In reviewing campus recreation professionals’ concerns regarding student wellbeing, the task force found that there was close alignment with students’ self-identified personal wellbeing concerns. Survey respondents indicated psychological wellbeing (mental health, anxiety, depression, social isolation, etc.) as the top student wellbeing concern. This was followed by physical wellbeing (exercise, sleep, proper nutrition, etc.) and financial instability. The top five student wellbeing concerns according to the Fall 2018 survey data revealed close comparisons.

Spring 2019 NCHA data show an increase in areas related to mental health compared to in 2018; stress jumped to 34.2%, anxiety to 27.8%, sleep difficulties to 22.4%, and depression to 20.2%.

Mental health issues have become less stigmatized and students are more readily searching for assistance. There is a need for a more integrated approach toward prevention. While professionals appear to be aware of their student body’s wellbeing concerns, there are several challenges to advancing health and wellbeing on their campuses.

Challenges

Insufficient resources—including the lack of people, training, and support to advance the health and wellbeing of the campus community—are top challenges. Barriers identified in recreations’ ability to lead wellbeing initiatives include insufficient staffing (number of and/or level of expertise), campus politics, and funding. Fifty-three percent of respondents indicate that they do not have sufficient access to training that will broaden their department’s knowledge and understanding of wellbeing.

NIRSA’s Role and Resources

NIRSA is evaluating how it can best assist its membership within the health and wellbeing space. According to respondents, NIRSA’s number-one priority should be providing information and resources. Members are requesting communication on collective work in the field, the sharing of research and other work, and for NIRSA to provide timely and relevant educational sessions at conferences. Members would also like NIRSA to share other health and wellbeing associations’ work, increase our professional participation in these health and wellbeing associations, and expand training opportunities.

The qualitative responses provided were vast but supported NIRSA’s need to assist in addressing top health and wellbeing concerns through expanded resources, collaboration, communications, education, research, and the development of value propositions. There are opportunities for NIRSA to assist its membership in making meaningful connections in this space on campus.

Conclusion

There is a growing movement to weave health and wellbeing into the fabric of our institutions. Campus recreation departments are an integral component of health and wellbeing initiatives. Some recreation departments are established drivers or strong collaborators while others are struggling to become part of this work at their institutions. Since NIRSA has established health and wellbeing as an integral value of the recreation profession—and is striving to become a driving force in integrative approaches—we must continue to work to establish the profession as a partner, colleague, and ally in this field. The task force’s top priorities include inter-association collaboration and support for members through education, resources, and skills.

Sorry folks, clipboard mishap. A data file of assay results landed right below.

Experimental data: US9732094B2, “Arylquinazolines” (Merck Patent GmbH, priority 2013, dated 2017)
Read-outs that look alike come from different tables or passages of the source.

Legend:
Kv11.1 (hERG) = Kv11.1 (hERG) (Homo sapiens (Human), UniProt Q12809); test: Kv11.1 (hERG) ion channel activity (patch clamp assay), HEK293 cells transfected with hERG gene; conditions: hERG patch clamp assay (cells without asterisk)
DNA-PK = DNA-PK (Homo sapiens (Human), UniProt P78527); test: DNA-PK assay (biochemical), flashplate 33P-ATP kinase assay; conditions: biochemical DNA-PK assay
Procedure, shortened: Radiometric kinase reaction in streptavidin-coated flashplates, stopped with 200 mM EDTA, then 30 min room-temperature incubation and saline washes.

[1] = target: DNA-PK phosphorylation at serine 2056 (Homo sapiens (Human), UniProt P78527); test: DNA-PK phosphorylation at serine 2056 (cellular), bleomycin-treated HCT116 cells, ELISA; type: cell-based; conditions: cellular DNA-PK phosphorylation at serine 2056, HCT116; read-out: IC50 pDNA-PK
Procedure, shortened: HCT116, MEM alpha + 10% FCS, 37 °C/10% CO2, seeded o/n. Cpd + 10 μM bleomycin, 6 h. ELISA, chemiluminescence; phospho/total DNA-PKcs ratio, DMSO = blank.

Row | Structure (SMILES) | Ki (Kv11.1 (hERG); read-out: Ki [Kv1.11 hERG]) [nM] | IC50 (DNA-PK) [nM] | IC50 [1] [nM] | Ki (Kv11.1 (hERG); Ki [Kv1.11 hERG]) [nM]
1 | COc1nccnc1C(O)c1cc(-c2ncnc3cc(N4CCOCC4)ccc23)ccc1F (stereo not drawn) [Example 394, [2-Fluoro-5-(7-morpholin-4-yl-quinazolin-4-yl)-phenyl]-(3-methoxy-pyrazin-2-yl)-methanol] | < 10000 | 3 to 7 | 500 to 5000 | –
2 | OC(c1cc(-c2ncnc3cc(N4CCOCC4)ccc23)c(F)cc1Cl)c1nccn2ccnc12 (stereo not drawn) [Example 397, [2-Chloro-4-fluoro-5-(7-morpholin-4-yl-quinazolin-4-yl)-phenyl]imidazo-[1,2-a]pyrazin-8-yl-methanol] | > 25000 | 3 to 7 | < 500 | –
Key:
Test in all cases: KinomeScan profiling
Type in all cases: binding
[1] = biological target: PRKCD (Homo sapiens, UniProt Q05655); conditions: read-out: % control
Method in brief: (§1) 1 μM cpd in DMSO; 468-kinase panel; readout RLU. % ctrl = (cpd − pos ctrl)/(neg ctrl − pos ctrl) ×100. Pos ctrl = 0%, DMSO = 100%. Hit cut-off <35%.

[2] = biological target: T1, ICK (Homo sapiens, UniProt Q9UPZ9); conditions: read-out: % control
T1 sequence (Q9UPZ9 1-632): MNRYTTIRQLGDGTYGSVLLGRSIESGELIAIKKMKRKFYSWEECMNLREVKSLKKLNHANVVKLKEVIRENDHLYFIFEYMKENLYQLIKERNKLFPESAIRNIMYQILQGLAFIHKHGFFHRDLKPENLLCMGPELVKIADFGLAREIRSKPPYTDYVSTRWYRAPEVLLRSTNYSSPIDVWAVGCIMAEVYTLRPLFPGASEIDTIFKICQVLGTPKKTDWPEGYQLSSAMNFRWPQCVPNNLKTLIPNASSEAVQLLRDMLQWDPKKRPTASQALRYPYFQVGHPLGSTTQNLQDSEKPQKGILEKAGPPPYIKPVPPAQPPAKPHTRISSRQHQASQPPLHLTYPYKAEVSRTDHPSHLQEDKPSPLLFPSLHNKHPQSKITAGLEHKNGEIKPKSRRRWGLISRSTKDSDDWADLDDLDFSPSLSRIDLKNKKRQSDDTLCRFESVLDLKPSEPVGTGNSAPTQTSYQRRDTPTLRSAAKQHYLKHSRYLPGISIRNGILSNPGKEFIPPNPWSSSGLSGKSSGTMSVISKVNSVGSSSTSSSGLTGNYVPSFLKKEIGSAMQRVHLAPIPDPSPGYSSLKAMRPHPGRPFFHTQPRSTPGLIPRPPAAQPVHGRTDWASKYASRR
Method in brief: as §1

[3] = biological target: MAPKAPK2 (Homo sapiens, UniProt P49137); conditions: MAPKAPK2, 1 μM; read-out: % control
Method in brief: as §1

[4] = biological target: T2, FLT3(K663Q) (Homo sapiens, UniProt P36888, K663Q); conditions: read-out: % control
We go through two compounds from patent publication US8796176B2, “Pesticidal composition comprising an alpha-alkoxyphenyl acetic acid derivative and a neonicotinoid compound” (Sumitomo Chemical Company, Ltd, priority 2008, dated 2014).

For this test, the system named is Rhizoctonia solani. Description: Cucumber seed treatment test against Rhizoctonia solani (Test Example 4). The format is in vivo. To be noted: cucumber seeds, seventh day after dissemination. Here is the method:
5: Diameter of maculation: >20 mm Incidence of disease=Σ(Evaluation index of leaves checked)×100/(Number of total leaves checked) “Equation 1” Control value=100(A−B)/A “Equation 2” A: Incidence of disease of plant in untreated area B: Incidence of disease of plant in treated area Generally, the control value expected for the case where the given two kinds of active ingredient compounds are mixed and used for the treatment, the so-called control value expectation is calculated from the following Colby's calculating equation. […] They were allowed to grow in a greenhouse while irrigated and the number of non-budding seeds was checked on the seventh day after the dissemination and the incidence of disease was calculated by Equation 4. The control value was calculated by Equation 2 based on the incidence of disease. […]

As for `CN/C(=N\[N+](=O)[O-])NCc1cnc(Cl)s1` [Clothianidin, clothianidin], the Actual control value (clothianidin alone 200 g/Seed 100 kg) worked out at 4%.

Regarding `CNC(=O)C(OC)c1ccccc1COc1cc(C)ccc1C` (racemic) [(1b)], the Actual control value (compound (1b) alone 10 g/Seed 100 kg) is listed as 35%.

Important revelations came to light through the initial investigation “The State of Collegiate Wellbeing in Collegiate Recreation.” There is a gap between departmental- and institutional-level integration of wellbeing (i.e. mission statement), creating a potential opportunity for professionals to help align institutional priorities and departmental work to address student health and wellbeing concerns. Seventy-six percent of survey respondents agree that the campus recreation department can clearly articulate why the profession is essential to advancing health and wellbeing, but only 30% strongly agree with this statement. Furthermore, 61% indicate that their department has been able to demonstrate its impact on student wellbeing. However, only 24% of professionals strongly agree that their level of education on wellbeing is sufficient for their role on campus. The Health & Wellbeing Task Force will use some of these findings as key performance indicators, expecting to see improvements through increased training and access to resources.

The Health & Wellbeing Task Force has identified common barriers in recreation departments’ taking a health and wellbeing leadership role on their campus: staffing, campus politics, and funding. The group will work to align resources with the challenges of its membership through shared research, educational opportunities, and the dissemination of other associations’ work in this space. In the years ahead, the task force will replicate the survey to assess the progress toward understanding individual and collective roles in the advancement of health and wellbeing, the integration of health and wellbeing on campuses, supporting membership needs, and articulating the impact recreation has on student wellbeing.